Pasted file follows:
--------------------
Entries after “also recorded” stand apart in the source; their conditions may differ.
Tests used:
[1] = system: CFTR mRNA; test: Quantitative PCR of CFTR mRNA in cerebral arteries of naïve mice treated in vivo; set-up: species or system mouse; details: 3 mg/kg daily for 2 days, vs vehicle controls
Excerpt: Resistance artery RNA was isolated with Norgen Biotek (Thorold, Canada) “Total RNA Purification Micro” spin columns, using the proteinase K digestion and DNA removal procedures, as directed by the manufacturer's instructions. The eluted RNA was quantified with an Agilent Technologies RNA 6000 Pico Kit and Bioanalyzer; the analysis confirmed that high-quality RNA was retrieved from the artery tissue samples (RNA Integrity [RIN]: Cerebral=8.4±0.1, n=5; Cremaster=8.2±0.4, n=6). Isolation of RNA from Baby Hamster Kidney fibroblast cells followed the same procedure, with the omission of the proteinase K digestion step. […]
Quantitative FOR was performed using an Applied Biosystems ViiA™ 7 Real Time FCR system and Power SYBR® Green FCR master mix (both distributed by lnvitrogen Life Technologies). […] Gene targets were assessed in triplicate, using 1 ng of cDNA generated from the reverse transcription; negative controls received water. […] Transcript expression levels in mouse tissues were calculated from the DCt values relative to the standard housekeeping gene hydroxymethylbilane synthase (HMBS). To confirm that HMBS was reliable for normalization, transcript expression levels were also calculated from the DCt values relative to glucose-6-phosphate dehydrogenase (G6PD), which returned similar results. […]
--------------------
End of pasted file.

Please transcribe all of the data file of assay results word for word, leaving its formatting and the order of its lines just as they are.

Entries after “also recorded” stand apart in the source; their conditions may differ.
Tests used:
[1] = system: CFTR mRNA; test: Quantitative PCR of CFTR mRNA in cerebral arteries of naïve mice treated in vivo; set-up: species or system mouse; details: 3 mg/kg daily for 2 days, vs vehicle controls
Excerpt: Resistance artery RNA was isolated with Norgen Biotek (Thorold, Canada) “Total RNA Purification Micro” spin columns, using the proteinase K digestion and DNA removal procedures, as directed by the manufacturer's instructions. The eluted RNA was quantified with an Agilent Technologies RNA 6000 Pico Kit and Bioanalyzer; the analysis confirmed that high-quality RNA was retrieved from the artery tissue samples (RNA Integrity [RIN]: Cerebral=8.4±0.1, n=5; Cremaster=8.2±0.4, n=6). Isolation of RNA from Baby Hamster Kidney fibroblast cells followed the same procedure, with the omission of the proteinase K digestion step. […]
Quantitative FOR was performed using an Applied Biosystems ViiA™ 7 Real Time FCR system and Power SYBR® Green FCR master mix (both distributed by lnvitrogen Life Technologies). […] Gene targets were assessed in triplicate, using 1 ng of cDNA generated from the reverse transcription; negative controls received water. […] Transcript expression levels in mouse tissues were calculated from the DCt values relative to the standard housekeeping gene hydroxymethylbilane synthase (HMBS). To confirm that HMBS was reliable for normalization, transcript expression levels were also calculated from the DCt values relative to glucose-6-phosphate dehydrogenase (G6PD), which returned similar results. […]